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PTH-187 Treatment of barrett’s early neoplasia (EN) in the UK: results of a survey of gastroenterologists and upper GI surgeons
  1. JS De Caestecker1,
  2. C Stokes2,
  3. H Barr3,
  4. HL Smart4,
  5. L Lovat5,
  6. K Ragunath6,
  7. P Bhandari7,
  8. S Budihal8
  9. The BRIDE Study funded by the National Institute for Health Research (NIHR)’s [Research for Patient Benefit (Grant Reference Number PB-PG-0711-25066)]
  1. 1Digestive Diseases Centre, University Hospitals of Leicester, Leicester
  2. 2Gloucester Royal Hospital, Gloucester, UK
  3. 3Surgery, Gloucester Royal Hospital, Gloucester
  4. 4Gastroenterology, Royal Liverpool Hospital, Liverpool
  5. 5Gastroenterology, University College Hospital, London
  6. 6Gastroenterology, Nottingham University Hospitals, Nottingham
  7. 7Gastroenterology, Queen Alexandra Hospital, Portsmouth
  8. 8Gastroenterology, University Hospitals of Leicester, Leicester, UK


Introduction Oesophagectomy (S) and endoscopic treatment (ET – endoscopic resection [ER] &/or ablation) for Barrett’s Early Neoplasia (EN) are both established options but have never been directly compared.

Method An e mail questionnaire was sent to consultant upper GI surgeon AUGIS members and UK BOSS trial PIs to establish attitudes towards S and ET and explore feasibility of a trial to compare them. A number of clinical scenarios were presented.

Results There were 70 responses (29 surgeons, 40 physicians, 1 not stated). In response to the question ‘How should Barrett’s EN be treated?’ most (52%) felt there was a role for both S and ET, with 3% favouring S and 45% ET. Most (86%) felt it depended on the scenario: some centres routinely discuss surgery as an option. Several scenarios were presented. For HGD patients unfit for S, 49% felt patients should have ET, 2% surveillance, 49% gave 2 or 3 options including 24% no treatment. In a patient fit for S 83% felt ET was the treatment of choice if unifocal (after staging ER if visible abnormality) but 17% opted for S, especially in young patients. For multifocal HGD, 44% favoured S (an additional 13% after staging ET) and 43% ET. Scenarios relating to T1 tumours fit for surgery were presented: for 91%, choice of treatment depended on histology of staging ER. 97% favoured ET (3% S) for T1a (m1–3). Several commented on importance of tumour differentiation and lymphovascular invasion for decision. For T1b (sm1), 39% favoured S, 12% ET, 49% unsure (several commented that patient preference and age were important factors). 76% believed that an RCT comparing S to ET is needed to inform future practice, but among dissenters were comments: ‘difficulty in blinding/numbers needed’, ‘too late as endoscopy already established and observational data convincing’, ‘unethical for trial’. 70% thought such a trial might be possible in the UK. In terms of what types of patients respondents might be prepared to offer entry into such a trial, patients with multifocal HGD, T1a (m1–3) or T1sm1 tumours had the highest support for inclusion, while patients with flat/ unifocal HGD had the least.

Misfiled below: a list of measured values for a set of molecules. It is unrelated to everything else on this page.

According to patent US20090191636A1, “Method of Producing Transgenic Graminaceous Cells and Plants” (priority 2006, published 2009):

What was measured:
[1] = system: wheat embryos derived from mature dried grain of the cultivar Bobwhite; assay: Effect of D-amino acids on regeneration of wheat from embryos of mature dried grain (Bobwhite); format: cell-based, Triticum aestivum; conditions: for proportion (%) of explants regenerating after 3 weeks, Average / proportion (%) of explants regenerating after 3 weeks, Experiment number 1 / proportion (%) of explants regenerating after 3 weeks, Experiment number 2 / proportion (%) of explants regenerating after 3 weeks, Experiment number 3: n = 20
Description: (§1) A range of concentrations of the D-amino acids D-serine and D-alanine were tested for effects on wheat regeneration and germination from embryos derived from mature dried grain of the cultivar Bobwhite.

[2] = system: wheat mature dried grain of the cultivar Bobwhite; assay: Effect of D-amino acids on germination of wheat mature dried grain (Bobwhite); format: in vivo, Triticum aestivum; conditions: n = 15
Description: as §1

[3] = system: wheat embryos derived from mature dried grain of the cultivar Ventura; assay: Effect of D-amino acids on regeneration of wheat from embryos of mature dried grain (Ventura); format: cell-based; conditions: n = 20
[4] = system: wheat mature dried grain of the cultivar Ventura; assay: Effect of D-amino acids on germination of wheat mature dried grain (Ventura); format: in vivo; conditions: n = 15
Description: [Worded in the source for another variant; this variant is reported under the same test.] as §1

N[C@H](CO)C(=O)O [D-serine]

Conclusion This snapshot of UK current opinion and practice shows that for patients with HGD (if unifocal) and T1a cancers with histologically good prognostic features ET is preferred by most respondents. Most disagreement was for patients with multifocal HGD and T1b (sm1) cancers. Both these and T1a cancers were the most strongly supported for an RCT comparing S and ET.

Disclosure of interest None Declared.

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